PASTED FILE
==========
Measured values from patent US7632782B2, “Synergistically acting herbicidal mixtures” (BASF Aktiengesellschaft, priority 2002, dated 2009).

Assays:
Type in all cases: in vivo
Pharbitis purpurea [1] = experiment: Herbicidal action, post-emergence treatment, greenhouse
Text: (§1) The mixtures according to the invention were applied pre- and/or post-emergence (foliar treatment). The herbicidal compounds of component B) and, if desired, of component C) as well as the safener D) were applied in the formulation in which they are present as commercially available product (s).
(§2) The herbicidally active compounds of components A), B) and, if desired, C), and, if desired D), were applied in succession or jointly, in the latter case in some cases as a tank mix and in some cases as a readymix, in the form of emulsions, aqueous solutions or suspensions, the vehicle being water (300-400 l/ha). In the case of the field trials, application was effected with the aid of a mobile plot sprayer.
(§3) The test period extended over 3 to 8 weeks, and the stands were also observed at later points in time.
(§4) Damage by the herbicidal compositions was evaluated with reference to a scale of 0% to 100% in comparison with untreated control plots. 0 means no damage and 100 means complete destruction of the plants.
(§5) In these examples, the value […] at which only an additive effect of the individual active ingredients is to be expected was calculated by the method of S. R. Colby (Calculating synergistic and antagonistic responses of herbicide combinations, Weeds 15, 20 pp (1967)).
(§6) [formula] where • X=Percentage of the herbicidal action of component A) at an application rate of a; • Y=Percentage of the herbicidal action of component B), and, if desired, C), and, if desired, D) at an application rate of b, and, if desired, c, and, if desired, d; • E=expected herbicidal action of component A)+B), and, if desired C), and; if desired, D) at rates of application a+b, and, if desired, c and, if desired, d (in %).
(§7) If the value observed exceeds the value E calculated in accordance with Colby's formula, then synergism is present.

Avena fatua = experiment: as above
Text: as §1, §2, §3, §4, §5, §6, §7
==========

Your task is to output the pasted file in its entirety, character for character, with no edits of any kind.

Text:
Measured values from patent US7632782B2, “Synergistically acting herbicidal mixtures” (BASF Aktiengesellschaft, priority 2002, dated 2009).

Assays:
Type in all cases: in vivo
Pharbitis purpurea [1] = experiment: Herbicidal action, post-emergence treatment, greenhouse
Text: (§1) The mixtures according to the invention were applied pre- and/or post-emergence (foliar treatment). The herbicidal compounds of component B) and, if desired, of component C) as well as the safener D) were applied in the formulation in which they are present as commercially available product (s).
(§2) The herbicidally active compounds of components A), B) and, if desired, C), and, if desired D), were applied in succession or jointly, in the latter case in some cases as a tank mix and in some cases as a readymix, in the form of emulsions, aqueous solutions or suspensions, the vehicle being water (300-400 l/ha). In the case of the field trials, application was effected with the aid of a mobile plot sprayer.
(§3) The test period extended over 3 to 8 weeks, and the stands were also observed at later points in time.
(§4) Damage by the herbicidal compositions was evaluated with reference to a scale of 0% to 100% in comparison with untreated control plots. 0 means no damage and 100 means complete destruction of the plants.
(§5) In these examples, the value […] at which only an additive effect of the individual active ingredients is to be expected was calculated by the method of S. R. Colby (Calculating synergistic and antagonistic responses of herbicide combinations, Weeds 15, 20 pp (1967)).
(§6) [formula] where • X=Percentage of the herbicidal action of component A) at an application rate of a; • Y=Percentage of the herbicidal action of component B), and, if desired, C), and, if desired, D) at an application rate of b, and, if desired, c, and, if desired, d; • E=expected herbicidal action of component A)+B), and, if desired C), and; if desired, D) at rates of application a+b, and, if desired, c and, if desired, d (in %).
(§7) If the value observed exceeds the value E calculated in accordance with Colby's formula, then synergism is present.

Avena fatua = experiment: as above
Text: as §1, §2, §3, §4, §5, §6, §7